The compromise of FIGS. 2A and 2B is eliminated with the arrangement of FIG. 2C, wherein there are two orthogonal CIS's (29, 30) on the bottom of mouse 28. In this admittedly deluxe arrangement, the mouse can be used to scan in any direction. The corresponding incremental complexity in the software need not be large. Suppose that the software in the computer principally responds to the next image line, and that it is also the agency that maintains translation and rotation information. Now let image data portion of an image line come in pairs; a Y motion image data collection from image sensor 29 and an X motion image data collection from image sensor 30. Either collection would by itself would correspond to the type of situation of FIGS. 2A or 2B. All that is needed now is for the software to construe an image line as including an ordered pair of image data collections, and to further appreciate that the two image data collections are always perpendicular. Each image data collection would be translated and rotated as indicated by the data from the navigation sensors. The very first collection may be, say, assumed to represent the Y direction, with the following collection then assumed to represent X. Subsequent image collections are then translated and rotated as needed. Every other first such image collection is translated and rotated relative to it predecessor in that ordering of every other first image collection. The intervening image collections (every other second such image collection . . . ) are translated and rotated relative to their predecessors in that (every other second) ordering. The software then simply appends data from each processed image collection to the overall image being assembled, as though there were two separate image lines.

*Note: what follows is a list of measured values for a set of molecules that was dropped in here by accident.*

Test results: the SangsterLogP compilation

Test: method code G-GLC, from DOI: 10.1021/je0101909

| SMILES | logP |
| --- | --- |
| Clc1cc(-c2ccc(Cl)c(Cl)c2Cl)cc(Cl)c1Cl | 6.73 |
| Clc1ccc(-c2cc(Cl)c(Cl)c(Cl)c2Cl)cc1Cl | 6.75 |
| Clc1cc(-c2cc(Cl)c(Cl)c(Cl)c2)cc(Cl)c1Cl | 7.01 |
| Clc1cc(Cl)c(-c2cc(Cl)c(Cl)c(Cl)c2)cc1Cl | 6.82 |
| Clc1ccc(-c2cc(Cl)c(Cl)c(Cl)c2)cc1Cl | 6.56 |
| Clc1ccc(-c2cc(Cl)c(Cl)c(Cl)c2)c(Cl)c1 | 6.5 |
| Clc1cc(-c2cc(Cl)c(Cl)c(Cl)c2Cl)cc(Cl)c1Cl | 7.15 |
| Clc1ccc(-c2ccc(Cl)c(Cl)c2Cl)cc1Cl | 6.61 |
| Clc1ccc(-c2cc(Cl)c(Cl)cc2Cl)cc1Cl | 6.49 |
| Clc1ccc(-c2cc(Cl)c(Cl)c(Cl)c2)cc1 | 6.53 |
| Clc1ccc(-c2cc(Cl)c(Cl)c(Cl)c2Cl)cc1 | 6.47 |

It will be appreciated that it is not necessary that the navigation sensors 20 and 21 be in line with the axis of the CIS 19; all that is required is that they have a fixed relationship thereto. It is preferred that the navigation sensors 20 and 21 be reasonably far apart, so that rotational motion of the mouse 14/27 can be more accurately determined.
Refer now to FIG. 3, which is a simplified functional block diagram 31 of the circuitry inside a scanning mouse. First, note that there are two navigation sensors 32 and 33. For the sake of simplicity we shall assume that each navigation sensor (32, 33) has a respective control signal input NEXT-- S 35 and NEXT-- E 36, and that upon the exertion of a signal thereon the navigation sensor (which is continuously keeping track of where it is) sends out over a position data bus (S-- POS-- DAT 37 and E-- POS-- DAT 38, respectively) the latest (X, Y) position data for its location. We shall further assume, for simplicity, that the data is either self clocking, is sent according to a clock supplied to the navigation sensor, or according to a clock provided by the navigation sensor. In any event, the idea is that we need not be too concerned about the details of this data transmission; it appears as two instances of n-many bits (one instance for X and one instance of Y) in response to the associated NEXT signal (35 or 36). For non-scanning mouse operation the number of bits n may be eight, ten, or more, depending on the internal arrangement inside the navigation sensor. This deliberate degradation would most likely be done to achieve compatibility with an existing mouse driver or other mouse related application. Some further comment here is in order.
Ones first thought may be that eight bits is not enough range to describe either the X or Y directions on the screen. True, but remember that the system is incremental, and does not deal in absolute positions, as do, say graphics tablets or other digitizers. It is sufficient to report movement since the previous report. This is how a mouse works, and requires only that there not be too much time between reports, lest there be an undetected roll-over in the value encoded by the bits. The implication, of course, is that some agency is accumulating the increments into a value that is of sufficiently many bits to completely specify the pointer position on the screen.